Will it require actors?

There’s a reason they hand out awards for acting, because most people are terrible at it. If your video involves people speaking directly to the camera or pretending to do or be something, actors are a good bet. If you really want you or your employees to “star” in the video, I highly recommend a teleprompter and putting in some practice with it beforehand. 

Will it require professional voice over?

Like acting, voice acting requires some skill to come across as engaging, clear, and believable. Or maybe you want to reach a particular audience and need someone the audience can relate to. In either case, a voice actor is a good way to go. Voice actors often have their own studio set-ups and can deliver a finished audio file. 

Will it require motion graphics (ie moving graphics or titles)?

Most videos these days incorporate some kind of motion graphics.Fortunately, there are a lot of stock templates out there, so it doesn’t necessarily mean designing something from scratch. Ideally, these graphics would match any existing branding, so it might require bringing in a graphic designer or using the one that you work with to design some of the elements. 

Will it require more detailed animation like characters moving or talking?

Animating characters is its own specialty. There are many approaches to this, but the least time intensive method involves rigging up characters that move based on keyframes. (Think of it like a digital puppet that gets directions based on information that resembles an old player piano roll.)  More time intensive approaches incorporate frame-by-frame animation where each frame of the video is crafted by hand (ie there are no automated keyframes).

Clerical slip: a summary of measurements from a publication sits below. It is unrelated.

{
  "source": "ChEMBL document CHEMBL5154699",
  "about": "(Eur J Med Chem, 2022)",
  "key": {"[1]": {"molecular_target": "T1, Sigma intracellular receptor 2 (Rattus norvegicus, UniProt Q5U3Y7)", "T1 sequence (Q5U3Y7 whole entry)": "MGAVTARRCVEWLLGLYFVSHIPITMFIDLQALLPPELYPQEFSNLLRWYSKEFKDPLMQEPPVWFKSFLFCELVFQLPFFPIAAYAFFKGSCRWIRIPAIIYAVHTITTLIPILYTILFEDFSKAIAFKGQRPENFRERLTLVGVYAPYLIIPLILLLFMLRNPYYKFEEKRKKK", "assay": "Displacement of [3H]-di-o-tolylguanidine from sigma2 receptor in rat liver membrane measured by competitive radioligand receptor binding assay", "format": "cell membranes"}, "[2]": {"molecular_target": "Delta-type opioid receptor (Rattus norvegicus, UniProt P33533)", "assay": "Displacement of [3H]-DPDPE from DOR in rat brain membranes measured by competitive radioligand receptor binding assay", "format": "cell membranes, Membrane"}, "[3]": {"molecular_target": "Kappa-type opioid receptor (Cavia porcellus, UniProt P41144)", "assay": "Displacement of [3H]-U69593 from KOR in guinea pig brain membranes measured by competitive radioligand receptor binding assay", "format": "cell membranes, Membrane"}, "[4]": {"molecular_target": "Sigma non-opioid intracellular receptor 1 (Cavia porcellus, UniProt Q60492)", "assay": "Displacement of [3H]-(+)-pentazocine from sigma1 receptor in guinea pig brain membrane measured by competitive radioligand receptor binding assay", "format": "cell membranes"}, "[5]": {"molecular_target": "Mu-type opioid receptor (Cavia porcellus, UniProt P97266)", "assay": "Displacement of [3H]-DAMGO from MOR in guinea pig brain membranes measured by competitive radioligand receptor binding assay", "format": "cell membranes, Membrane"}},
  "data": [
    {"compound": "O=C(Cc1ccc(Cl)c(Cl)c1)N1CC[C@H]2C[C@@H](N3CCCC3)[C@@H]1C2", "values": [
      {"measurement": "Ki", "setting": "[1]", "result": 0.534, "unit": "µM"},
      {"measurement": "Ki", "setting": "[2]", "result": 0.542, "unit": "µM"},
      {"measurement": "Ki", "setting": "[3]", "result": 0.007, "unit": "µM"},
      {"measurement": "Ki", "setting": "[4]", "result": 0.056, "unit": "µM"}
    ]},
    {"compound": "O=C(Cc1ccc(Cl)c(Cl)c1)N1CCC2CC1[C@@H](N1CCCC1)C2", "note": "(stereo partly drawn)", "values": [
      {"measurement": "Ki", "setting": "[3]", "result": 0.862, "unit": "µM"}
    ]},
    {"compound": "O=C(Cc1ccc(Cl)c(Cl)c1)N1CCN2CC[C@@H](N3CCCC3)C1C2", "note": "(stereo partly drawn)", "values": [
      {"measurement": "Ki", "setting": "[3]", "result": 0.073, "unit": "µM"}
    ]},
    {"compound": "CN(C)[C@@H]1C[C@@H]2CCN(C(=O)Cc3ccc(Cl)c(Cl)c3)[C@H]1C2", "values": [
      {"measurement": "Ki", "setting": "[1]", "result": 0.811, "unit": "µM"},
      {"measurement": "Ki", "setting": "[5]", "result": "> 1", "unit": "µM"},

Will it require any 3-D animation (e.g. molecules moving around.) 

This is another niche involving it’s own special software that involves texturing and shading. Warning: this kind of animation can be expensive, so it should be used sparingly. 

What’s the ideal length?

This is basic, but when it gets into things like animation, cost is measured in seconds, not minutes. Note that for social media, some platforms only allow a certain length for their videos. And also that each platform tends to have a sweet spot in terms of length. 

Will it be a series of videos or a one-off?

Most people don’t think in terms of “video series”, but a good strategic approach is to make a longer video for YouTube and then “atomize” the video for social media. This way you’re getting the most bang for your buck. 

What is your timeline? 

Basic project management: When would you like to have it and what is your drop dead date? Answers like “ASAP” and “yesterday” typically increase cost across the board. Hollywood can make complicated movies relatively quickly because they use A LOT of manpower, which is why movies often cost hundreds of millions of dollars to make. 

What is your general budget?

And finally we get to the budget. Based on the factors above, how much will your video cost? The good news is, a video doesn’t need to be outlandishly expensive to reach the audience you want and to have the impact you want. It just needs to be good enough. 


This post originally appeared on the blog of FLOWSPARK MEDIA founder Eric R. Olson and is republished with permission.

Eric R Olson

Eric is the founder and owner of FLOWSPARK MEDIA, LLC.  Previous roles have included digital producer for the award-winning natural history series NATURE on PBS, video producer and editor for Scientific American magazine and audio-video editor for the premiere science journal Nature. In 2008, he graduated from the Science, Health, and Environmental Reporting Program at New York University with a master's degree in journalism. Before diving into his career in media, Eric worked on the front lines of biomedical research studying the genes that predispose women to breast cancer.